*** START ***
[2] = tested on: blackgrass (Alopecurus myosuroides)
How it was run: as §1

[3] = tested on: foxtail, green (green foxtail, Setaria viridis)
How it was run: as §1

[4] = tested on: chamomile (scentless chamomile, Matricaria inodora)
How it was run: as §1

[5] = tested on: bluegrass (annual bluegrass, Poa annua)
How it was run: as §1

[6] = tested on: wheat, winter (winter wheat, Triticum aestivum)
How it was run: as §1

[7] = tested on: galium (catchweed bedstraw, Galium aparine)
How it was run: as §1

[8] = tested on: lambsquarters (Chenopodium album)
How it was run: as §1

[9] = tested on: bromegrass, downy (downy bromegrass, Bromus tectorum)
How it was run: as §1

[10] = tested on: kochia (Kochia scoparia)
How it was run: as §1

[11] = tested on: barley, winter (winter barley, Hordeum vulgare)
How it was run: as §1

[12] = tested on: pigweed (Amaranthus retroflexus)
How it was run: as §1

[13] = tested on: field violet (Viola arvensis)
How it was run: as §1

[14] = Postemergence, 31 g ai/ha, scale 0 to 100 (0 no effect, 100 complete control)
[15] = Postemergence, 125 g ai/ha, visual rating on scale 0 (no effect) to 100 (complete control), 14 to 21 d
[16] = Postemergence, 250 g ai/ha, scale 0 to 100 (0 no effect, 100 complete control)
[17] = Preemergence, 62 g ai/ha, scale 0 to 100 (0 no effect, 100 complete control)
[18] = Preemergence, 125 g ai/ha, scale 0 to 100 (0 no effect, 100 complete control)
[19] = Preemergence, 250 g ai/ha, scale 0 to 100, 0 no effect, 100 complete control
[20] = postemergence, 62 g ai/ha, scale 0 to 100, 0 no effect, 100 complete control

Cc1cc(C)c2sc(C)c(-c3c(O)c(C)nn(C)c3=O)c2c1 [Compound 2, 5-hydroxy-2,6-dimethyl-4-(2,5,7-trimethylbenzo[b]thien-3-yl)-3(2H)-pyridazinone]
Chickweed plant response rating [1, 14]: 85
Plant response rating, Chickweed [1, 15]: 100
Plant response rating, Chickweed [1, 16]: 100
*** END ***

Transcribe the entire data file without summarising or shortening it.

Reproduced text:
[2] = tested on: blackgrass (Alopecurus myosuroides)
How it was run: as §1

[3] = tested on: foxtail, green (green foxtail, Setaria viridis)
How it was run: as §1

[4] = tested on: chamomile (scentless chamomile, Matricaria inodora)
How it was run: as §1

[5] = tested on: bluegrass (annual bluegrass, Poa annua)
How it was run: as §1

[6] = tested on: wheat, winter (winter wheat, Triticum aestivum)
How it was run: as §1

[7] = tested on: galium (catchweed bedstraw, Galium aparine)
How it was run: as §1

[8] = tested on: lambsquarters (Chenopodium album)
How it was run: as §1

[9] = tested on: bromegrass, downy (downy bromegrass, Bromus tectorum)
How it was run: as §1

[10] = tested on: kochia (Kochia scoparia)
How it was run: as §1

[11] = tested on: barley, winter (winter barley, Hordeum vulgare)
How it was run: as §1

[12] = tested on: pigweed (Amaranthus retroflexus)
How it was run: as §1

[13] = tested on: field violet (Viola arvensis)
How it was run: as §1

[14] = Postemergence, 31 g ai/ha, scale 0 to 100 (0 no effect, 100 complete control)
[15] = Postemergence, 125 g ai/ha, visual rating on scale 0 (no effect) to 100 (complete control), 14 to 21 d
[16] = Postemergence, 250 g ai/ha, scale 0 to 100 (0 no effect, 100 complete control)
[17] = Preemergence, 62 g ai/ha, scale 0 to 100 (0 no effect, 100 complete control)
[18] = Preemergence, 125 g ai/ha, scale 0 to 100 (0 no effect, 100 complete control)
[19] = Preemergence, 250 g ai/ha, scale 0 to 100, 0 no effect, 100 complete control
[20] = postemergence, 62 g ai/ha, scale 0 to 100, 0 no effect, 100 complete control

Cc1cc(C)c2sc(C)c(-c3c(O)c(C)nn(C)c3=O)c2c1 [Compound 2, 5-hydroxy-2,6-dimethyl-4-(2,5,7-trimethylbenzo[b]thien-3-yl)-3(2H)-pyridazinone]
Chickweed plant response rating [1, 14]: 85
Plant response rating, Chickweed [1, 15]: 100
Plant response rating, Chickweed [1, 16]: 100